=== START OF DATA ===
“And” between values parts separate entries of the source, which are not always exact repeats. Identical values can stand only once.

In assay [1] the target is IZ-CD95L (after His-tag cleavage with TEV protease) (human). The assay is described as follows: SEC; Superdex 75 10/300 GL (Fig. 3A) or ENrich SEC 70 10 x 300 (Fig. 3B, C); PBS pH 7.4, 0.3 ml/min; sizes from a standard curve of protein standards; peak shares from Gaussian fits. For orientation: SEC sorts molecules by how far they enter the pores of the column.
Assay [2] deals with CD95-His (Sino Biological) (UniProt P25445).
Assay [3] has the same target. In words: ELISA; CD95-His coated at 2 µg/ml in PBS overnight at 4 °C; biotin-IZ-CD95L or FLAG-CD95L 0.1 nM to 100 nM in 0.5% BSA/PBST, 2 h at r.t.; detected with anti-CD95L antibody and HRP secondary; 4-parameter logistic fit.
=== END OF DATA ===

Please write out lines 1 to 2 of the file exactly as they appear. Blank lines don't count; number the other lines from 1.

“And” between values parts separate entries of the source, which are not always exact repeats. Identical values can stand only once.

In assay [1] the target is IZ-CD95L (after His-tag cleavage with TEV protease) (human). The assay is described as follows: SEC; Superdex 75 10/300 GL (Fig. 3A) or ENrich SEC 70 10 x 300 (Fig. 3B, C); PBS pH 7.4, 0.3 ml/min; sizes from a standard curve of protein standards; peak shares from Gaussian fits. For orientation: SEC sorts molecules by how far they enter the pores of the column.